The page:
Patrick Haverman, deputy resident representative of the United Nations Development Programme in Vietnam, said that ESG can bring huge benefits to businesses.

“Companies and investors are increasingly working together to address major global challenges. The adoption of ESG considerations in private investments is evolving from a risk management practice to a driver of innovation and new opportunities that create long-term value for business and society,” Haverman said. “Promoting ESG adoption throughout the investment value chain can encourage greater private investment in sustainable development, resulting in greater impact.”

According to Haverman, various actors in the investment value chain, including investors, banks and companies, have been increasingly including ESG and sustainability information in their reporting processes. It will be important to create an enabling environment for sustainability and integrated reporting to flourish.

He added that there is no reason to see real alignment with the UN’s Sustainable Development Goals (SDGs) as anything else than good business. According to the Business Commission on Sustainable Development, contributing to and achieving the SDGs offer a compelling growth strategy for businesses and for the world economy as a whole.

The American think-tank Council on Foreign Relations also said that achieving gender equity alone could increase the size of the global economy by 26 per cent, and a $12 trillion annual business opportunity could be unlocked if the SDGs were pursued in just four major sectors or investment systems - food and agriculture, cities, energy and materials, and health and wellbeing.

Tough work to come

In Vietnam, the government is working to develop requirements on disclosing information on environmental activities. Public enterprises are required to publish data on their social and environmental performance.

“Although, for other businesses, disclosure of quantitative ESG-related data in companies’ sustainability reports is still voluntary, so there is a clear need for this,” said Hieu of KPMG. “In addition, there are increasing calls for Vietnamese businesses to make their commitments to achieve net-zero emissions and quickly implement more important solutions in reducing carbon, based on Vietnam’s recent commitments to hit net-zero.”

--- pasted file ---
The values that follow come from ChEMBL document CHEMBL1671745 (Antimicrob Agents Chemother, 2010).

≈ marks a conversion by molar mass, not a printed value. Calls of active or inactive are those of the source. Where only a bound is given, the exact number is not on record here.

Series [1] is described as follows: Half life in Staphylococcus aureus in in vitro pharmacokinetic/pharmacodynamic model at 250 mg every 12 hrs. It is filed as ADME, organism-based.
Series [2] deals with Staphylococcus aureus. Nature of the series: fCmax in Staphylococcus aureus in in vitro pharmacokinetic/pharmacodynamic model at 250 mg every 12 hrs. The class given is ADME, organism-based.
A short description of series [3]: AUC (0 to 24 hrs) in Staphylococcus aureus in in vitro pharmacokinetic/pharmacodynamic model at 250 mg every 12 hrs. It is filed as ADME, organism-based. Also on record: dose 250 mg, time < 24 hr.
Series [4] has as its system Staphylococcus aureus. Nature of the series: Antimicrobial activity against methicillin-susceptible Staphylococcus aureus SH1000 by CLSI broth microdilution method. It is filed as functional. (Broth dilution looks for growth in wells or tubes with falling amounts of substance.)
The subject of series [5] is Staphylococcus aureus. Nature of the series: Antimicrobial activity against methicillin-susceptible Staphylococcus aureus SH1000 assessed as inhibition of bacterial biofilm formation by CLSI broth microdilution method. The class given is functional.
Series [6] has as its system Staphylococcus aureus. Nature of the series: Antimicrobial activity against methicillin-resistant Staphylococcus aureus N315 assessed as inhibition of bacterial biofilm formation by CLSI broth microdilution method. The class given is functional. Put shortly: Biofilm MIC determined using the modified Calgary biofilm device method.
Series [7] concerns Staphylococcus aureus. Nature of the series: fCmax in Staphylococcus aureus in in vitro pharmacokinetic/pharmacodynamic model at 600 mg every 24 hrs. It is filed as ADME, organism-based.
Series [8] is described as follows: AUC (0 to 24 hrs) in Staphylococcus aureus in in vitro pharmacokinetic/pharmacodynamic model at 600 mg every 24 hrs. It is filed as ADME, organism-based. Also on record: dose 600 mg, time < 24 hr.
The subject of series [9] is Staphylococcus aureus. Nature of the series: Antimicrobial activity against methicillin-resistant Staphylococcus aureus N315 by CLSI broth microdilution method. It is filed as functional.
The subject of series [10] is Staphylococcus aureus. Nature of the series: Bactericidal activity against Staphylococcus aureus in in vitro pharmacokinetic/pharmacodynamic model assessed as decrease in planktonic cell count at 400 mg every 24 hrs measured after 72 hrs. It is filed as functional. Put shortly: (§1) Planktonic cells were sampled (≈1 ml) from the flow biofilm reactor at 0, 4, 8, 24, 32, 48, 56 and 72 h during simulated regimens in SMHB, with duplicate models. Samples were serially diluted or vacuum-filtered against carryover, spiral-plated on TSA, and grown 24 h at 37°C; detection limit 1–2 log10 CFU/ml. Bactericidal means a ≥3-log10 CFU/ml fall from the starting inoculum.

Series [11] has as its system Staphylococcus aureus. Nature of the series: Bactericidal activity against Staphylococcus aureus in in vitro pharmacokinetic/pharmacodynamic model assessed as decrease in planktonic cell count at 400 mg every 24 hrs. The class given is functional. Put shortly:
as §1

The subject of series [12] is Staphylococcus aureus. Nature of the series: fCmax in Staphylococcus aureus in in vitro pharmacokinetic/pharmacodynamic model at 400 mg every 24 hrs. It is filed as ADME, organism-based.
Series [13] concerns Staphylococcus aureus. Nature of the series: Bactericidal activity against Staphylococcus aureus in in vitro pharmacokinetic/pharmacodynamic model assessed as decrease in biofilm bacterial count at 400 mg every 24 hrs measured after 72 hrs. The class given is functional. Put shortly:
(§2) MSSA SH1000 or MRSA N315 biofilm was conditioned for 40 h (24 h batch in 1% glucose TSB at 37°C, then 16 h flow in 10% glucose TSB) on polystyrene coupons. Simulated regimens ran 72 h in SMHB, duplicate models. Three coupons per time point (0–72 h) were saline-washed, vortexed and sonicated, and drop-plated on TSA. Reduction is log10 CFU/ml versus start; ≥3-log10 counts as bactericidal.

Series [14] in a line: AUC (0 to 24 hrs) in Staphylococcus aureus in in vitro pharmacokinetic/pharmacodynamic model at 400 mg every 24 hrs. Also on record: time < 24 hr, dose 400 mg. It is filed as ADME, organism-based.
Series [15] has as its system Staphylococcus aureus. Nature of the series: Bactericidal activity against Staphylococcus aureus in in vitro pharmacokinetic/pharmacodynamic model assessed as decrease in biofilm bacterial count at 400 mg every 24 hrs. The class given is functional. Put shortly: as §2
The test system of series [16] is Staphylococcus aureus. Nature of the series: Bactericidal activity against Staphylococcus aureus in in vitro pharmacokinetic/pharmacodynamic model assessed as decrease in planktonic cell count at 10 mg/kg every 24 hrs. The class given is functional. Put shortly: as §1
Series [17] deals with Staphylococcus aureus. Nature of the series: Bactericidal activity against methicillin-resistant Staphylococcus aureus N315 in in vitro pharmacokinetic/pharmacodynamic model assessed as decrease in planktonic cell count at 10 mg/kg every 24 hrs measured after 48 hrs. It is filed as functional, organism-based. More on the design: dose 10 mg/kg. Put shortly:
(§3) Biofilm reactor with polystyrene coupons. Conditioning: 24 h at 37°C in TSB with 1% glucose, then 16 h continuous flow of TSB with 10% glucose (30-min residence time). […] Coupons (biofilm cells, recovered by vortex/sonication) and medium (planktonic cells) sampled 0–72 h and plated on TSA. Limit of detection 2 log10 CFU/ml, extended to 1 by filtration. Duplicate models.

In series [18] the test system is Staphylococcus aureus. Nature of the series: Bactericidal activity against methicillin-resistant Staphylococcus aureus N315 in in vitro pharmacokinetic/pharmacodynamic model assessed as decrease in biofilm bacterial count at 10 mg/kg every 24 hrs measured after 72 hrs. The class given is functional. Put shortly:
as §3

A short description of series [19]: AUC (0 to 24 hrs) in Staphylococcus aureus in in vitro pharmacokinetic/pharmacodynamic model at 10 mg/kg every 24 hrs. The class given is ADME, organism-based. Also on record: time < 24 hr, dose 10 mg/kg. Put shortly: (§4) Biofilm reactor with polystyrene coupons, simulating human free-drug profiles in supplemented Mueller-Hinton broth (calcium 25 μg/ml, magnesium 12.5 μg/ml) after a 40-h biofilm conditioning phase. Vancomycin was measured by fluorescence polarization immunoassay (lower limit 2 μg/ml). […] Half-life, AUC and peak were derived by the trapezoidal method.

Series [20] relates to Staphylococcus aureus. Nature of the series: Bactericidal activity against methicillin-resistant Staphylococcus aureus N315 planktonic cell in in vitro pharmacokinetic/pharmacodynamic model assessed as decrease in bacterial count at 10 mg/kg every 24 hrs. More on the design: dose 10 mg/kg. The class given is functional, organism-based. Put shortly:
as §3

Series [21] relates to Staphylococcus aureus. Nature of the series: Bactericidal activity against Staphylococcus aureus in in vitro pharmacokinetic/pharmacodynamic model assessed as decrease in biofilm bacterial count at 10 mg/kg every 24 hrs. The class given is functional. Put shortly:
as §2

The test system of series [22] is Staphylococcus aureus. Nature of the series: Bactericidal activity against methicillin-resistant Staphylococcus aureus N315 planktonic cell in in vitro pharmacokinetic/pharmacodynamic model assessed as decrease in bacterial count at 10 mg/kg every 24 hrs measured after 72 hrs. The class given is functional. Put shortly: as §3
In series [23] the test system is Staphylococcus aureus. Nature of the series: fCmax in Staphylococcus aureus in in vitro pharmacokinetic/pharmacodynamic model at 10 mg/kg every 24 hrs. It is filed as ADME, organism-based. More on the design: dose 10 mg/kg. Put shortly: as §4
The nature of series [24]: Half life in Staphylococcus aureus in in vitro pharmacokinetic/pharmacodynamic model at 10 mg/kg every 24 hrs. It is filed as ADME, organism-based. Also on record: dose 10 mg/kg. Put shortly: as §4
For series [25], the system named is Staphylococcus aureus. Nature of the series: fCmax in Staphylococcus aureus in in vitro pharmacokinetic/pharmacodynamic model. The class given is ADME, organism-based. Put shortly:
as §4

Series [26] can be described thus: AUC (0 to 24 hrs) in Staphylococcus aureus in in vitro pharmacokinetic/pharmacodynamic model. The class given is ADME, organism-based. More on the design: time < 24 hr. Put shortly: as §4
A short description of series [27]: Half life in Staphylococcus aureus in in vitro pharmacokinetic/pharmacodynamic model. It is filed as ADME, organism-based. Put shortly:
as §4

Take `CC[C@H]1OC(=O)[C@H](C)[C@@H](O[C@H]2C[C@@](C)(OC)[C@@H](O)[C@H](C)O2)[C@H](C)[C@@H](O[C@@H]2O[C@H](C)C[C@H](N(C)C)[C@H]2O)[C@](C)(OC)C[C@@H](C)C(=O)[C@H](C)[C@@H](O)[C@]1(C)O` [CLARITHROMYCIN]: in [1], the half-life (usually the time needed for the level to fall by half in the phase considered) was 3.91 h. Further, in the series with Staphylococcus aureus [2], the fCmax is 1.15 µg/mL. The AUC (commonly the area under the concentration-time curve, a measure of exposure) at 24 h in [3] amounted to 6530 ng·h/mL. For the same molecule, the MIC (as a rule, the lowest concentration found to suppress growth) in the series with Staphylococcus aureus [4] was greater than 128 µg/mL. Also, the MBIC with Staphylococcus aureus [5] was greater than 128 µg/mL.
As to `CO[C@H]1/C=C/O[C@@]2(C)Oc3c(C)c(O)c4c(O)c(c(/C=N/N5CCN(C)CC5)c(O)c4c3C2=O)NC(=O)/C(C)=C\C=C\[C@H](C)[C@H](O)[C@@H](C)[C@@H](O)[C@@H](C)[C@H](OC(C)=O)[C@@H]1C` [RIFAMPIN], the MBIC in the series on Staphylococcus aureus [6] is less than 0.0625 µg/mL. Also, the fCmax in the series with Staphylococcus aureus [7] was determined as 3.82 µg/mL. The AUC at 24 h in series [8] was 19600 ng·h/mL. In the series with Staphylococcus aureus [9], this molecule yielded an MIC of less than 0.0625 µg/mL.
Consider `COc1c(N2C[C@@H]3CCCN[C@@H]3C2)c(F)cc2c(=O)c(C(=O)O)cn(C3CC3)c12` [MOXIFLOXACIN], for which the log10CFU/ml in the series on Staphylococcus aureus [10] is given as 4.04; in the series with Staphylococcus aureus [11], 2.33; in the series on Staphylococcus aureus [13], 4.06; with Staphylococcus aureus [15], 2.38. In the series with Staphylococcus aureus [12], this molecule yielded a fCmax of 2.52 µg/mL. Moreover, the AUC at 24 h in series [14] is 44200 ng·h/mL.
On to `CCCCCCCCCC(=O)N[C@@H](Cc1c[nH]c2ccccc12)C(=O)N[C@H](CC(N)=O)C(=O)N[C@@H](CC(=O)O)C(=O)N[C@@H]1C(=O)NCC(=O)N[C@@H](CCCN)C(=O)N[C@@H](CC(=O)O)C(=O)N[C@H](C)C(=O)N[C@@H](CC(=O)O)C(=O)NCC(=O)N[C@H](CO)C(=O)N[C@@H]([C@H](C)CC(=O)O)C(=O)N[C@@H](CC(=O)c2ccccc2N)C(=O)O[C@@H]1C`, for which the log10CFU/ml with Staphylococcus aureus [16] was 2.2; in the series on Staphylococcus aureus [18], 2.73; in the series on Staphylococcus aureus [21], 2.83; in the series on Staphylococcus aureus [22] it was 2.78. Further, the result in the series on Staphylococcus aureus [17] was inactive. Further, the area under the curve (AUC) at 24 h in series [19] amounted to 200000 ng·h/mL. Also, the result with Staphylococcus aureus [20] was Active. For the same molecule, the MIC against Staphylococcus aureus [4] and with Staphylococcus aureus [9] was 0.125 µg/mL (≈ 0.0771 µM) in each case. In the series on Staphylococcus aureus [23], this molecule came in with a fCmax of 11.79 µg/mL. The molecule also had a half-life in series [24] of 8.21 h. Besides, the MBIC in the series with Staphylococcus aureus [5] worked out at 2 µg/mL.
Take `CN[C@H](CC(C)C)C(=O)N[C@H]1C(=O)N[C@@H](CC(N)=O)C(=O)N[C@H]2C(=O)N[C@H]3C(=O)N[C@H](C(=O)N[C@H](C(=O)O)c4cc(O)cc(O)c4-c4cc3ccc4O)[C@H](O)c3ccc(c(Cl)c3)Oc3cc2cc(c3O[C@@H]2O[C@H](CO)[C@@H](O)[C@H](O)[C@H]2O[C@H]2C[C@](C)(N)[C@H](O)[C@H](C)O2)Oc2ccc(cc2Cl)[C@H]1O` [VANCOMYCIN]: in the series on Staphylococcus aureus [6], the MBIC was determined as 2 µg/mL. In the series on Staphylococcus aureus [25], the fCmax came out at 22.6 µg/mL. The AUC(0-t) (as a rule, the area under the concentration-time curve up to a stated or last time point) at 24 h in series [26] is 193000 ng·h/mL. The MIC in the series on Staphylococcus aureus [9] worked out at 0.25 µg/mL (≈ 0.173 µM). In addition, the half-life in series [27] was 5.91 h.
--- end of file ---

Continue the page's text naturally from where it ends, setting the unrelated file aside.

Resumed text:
However, experts have pointed out a series of difficulties for the application of ESG. “Enterprises would need initial investment for implementing related priorities. ESG will also change people’s habits which will cause difficulties during deployment, especially in the context that the companies have got used to focusing on traditional habits during performance,” said Bui Trung Kien, deputy chairman of renewables and energy-saving solutions group CME Solar.

“Pursuing ESG values would require big and strong determination, but after heavy investment on this issue, companies will be able to reduce risks and improve prestige,” Kien said at last week’s seminar.

“This will also help enterprises find it easier to obtain bank loans and expand exports. Many companies in the EU and the US have required their overseas partners, including those from Vietnam, to apply ESG standards. For example, the EU’s CBAM will greatly pressure many exporters from inside Vietnam.”

According to a study involving 234 companies in Vietnam, carried out earlier this year by both PwC Vietnam and the Vietnam Institute of Directors, ESG concerns were front and centre for businesses.

Under the study, two-thirds of respondents admitted difficulties due to absence of transparent regulations, while 61 per cent cited difficulty in embedding ESG in existing enterprise framework. PwC Vietnam suggested that clear guidelines, a holistic country roadmap, and a level playing field for industries are needed for businesses to advance their ESG strategies.

While the government has made progress, more can be done. For instance, many are waiting for Vietnam’s policymakers to offer clarity around the country’s green finance rules and target areas, PwC said.

Nguyen Thi Thanh Nga - Expert, Department of Science, Education, and Natural Resources, MPI

Determination on show by businesses to be ESG ready

ESG is a sure-fire approach to achieving green growth and net-zero. As a state management and lead agency for green growth and sustainable development, the MPI has issued the National Action Plan on Green Growth, providing 10 strategic orientations and eight solutions across various industries and fields, highlighting the role of businesses. The Ministry of Planning and Investment (MPI) in cooperation with the UNDP promotes inclusive businesses in the fields of agriculture and food processing.